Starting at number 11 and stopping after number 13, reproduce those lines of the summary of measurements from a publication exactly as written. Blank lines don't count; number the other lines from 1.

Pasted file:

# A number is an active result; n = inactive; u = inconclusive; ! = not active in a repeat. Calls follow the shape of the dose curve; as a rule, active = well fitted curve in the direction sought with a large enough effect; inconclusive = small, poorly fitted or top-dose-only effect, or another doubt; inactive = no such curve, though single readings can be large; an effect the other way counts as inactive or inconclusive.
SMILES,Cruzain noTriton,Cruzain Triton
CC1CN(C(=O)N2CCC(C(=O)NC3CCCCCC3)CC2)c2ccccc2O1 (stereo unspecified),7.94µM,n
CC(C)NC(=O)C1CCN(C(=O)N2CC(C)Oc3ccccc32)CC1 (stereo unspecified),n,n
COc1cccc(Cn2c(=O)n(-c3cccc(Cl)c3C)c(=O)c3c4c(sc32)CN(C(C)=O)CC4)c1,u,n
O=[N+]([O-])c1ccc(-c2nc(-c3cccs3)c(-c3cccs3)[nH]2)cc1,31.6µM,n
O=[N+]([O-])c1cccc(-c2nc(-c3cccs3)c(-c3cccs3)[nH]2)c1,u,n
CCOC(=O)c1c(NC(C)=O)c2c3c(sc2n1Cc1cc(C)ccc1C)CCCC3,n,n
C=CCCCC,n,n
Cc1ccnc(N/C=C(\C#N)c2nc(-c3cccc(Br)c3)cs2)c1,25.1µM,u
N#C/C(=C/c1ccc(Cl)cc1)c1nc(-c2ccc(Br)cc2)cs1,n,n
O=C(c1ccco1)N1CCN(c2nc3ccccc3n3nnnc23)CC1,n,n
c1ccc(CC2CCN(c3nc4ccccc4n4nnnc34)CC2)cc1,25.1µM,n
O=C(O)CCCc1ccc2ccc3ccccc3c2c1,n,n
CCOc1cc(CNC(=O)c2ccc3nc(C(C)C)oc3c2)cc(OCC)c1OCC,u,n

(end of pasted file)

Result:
N#C/C(=C/c1ccc(Cl)cc1)c1nc(-c2ccc(Br)cc2)cs1,n,n
O=C(c1ccco1)N1CCN(c2nc3ccccc3n3nnnc23)CC1,n,n
c1ccc(CC2CCN(c3nc4ccccc4n4nnnc34)CC2)cc1,25.1µM,n